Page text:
The strength-based methods highlight an individual’s strengths obviously, and their capacities and their skills. It’s an affirmational approach. It’s diversional in the sense that we would divert an individual towards their strengths when questionable sort of behaviours are coming up, for example, if an individual is expressing risky behaviour and may harm themselves, we attempt to divert them towards an area of their strengths and interests instead of sort of taking a negative approach and focusing on what is happening that is wrong, quote unquote. We would focus on, we would focus on diverting them in a circular fashion, moving around that issue in a way that creates another opportunity for growth and change or just a change of orientation or behavioural perspective.

The next major area for integral behaviour support is that it is a holistic, an ecological approach or method. This means that we look at people in context, in their environments, and in the context of their relationships. And we look at them as being independent at some level. And we look at them as being dependent at some level. But we ultimately come to his perspective where we see them as being interdependent, which is a way of thinking, a way of looking at life that we see both dependence and the independence and we see how these are interrelated. And we see that ultimately, we’re all in one sense or other interdependent on one another, on our environment, on our relationships. And those relationships are, you know, in the concrete, in terms of they can be observed in our environments, in a relationship with things and places, for example.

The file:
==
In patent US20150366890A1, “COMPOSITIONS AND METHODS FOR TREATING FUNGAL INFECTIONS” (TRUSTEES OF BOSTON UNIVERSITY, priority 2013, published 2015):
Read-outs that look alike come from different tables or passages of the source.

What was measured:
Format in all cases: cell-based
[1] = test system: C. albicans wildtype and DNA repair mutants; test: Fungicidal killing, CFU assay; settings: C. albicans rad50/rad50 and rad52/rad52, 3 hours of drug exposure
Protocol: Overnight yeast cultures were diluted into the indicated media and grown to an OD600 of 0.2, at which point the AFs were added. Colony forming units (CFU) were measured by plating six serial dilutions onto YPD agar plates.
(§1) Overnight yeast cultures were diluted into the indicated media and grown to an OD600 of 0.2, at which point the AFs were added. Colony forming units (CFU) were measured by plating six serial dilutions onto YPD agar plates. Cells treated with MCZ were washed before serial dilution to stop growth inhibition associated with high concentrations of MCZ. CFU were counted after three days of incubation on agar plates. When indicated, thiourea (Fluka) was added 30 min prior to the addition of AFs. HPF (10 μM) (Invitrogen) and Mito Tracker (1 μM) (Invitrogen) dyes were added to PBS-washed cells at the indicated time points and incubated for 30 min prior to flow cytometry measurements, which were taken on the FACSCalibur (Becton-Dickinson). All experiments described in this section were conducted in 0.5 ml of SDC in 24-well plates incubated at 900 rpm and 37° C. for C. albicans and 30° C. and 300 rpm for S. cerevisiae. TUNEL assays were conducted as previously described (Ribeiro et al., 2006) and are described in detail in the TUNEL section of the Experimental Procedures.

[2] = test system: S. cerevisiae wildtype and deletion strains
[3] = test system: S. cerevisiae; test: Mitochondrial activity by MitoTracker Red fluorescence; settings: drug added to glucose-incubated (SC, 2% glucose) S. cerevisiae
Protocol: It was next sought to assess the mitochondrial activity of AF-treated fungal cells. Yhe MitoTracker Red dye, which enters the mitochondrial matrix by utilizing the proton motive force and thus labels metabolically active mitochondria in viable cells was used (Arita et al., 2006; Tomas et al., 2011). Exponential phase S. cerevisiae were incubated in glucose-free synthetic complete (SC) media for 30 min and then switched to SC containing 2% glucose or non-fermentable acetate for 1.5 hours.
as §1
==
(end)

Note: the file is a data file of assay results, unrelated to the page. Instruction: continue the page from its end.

But there are also internal relationships with the parts of ourselves, our relationship, for example, with our emotions versus our memories versus our reactions to certain stimulus or to things that we are reactive to in the environment like allergies or what not. And it’s understanding those interrelationships and understanding that we’re all in some sense interdependent and this gives us a really clear, or at least a clearer view of what a person is dealing with and how to work with that on a day-to-day basis. Basically, we’re looking at how to orient those relationships toward positive outcomes wherever possible.

The next major area that we’re going to discuss in terms of integral behaviour support is looking at a solution focused approach. Solution focused approaches are looking for how to. They’re practical, pragmatic, they’re simple in a lot of ways, or at least they attempt to simplify complex situations into doable chunks, things that can be done stepwise and perhaps in certain orders. And it’s a down to earth perspective. It’s a can-do attitude kind of approach.